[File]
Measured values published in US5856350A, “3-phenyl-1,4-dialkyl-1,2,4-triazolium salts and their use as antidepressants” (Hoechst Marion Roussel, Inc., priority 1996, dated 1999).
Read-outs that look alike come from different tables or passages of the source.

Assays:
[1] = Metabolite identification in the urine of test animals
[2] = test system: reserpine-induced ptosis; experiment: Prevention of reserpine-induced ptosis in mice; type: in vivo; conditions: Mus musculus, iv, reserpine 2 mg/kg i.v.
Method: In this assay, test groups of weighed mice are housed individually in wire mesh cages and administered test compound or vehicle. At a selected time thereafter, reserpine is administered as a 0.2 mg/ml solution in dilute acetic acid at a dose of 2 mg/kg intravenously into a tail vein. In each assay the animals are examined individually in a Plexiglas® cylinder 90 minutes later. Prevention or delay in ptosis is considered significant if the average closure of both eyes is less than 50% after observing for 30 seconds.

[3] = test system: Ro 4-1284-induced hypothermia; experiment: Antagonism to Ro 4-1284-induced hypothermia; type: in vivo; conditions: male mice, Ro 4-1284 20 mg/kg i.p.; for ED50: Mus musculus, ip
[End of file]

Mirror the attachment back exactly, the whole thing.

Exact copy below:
Measured values published in US5856350A, “3-phenyl-1,4-dialkyl-1,2,4-triazolium salts and their use as antidepressants” (Hoechst Marion Roussel, Inc., priority 1996, dated 1999).
Read-outs that look alike come from different tables or passages of the source.

Assays:
[1] = Metabolite identification in the urine of test animals
[2] = test system: reserpine-induced ptosis; experiment: Prevention of reserpine-induced ptosis in mice; type: in vivo; conditions: Mus musculus, iv, reserpine 2 mg/kg i.v.
Method: In this assay, test groups of weighed mice are housed individually in wire mesh cages and administered test compound or vehicle. At a selected time thereafter, reserpine is administered as a 0.2 mg/ml solution in dilute acetic acid at a dose of 2 mg/kg intravenously into a tail vein. In each assay the animals are examined individually in a Plexiglas® cylinder 90 minutes later. Prevention or delay in ptosis is considered significant if the average closure of both eyes is less than 50% after observing for 30 seconds.

[3] = test system: Ro 4-1284-induced hypothermia; experiment: Antagonism to Ro 4-1284-induced hypothermia; type: in vivo; conditions: male mice, Ro 4-1284 20 mg/kg i.p.; for ED50: Mus musculus, ip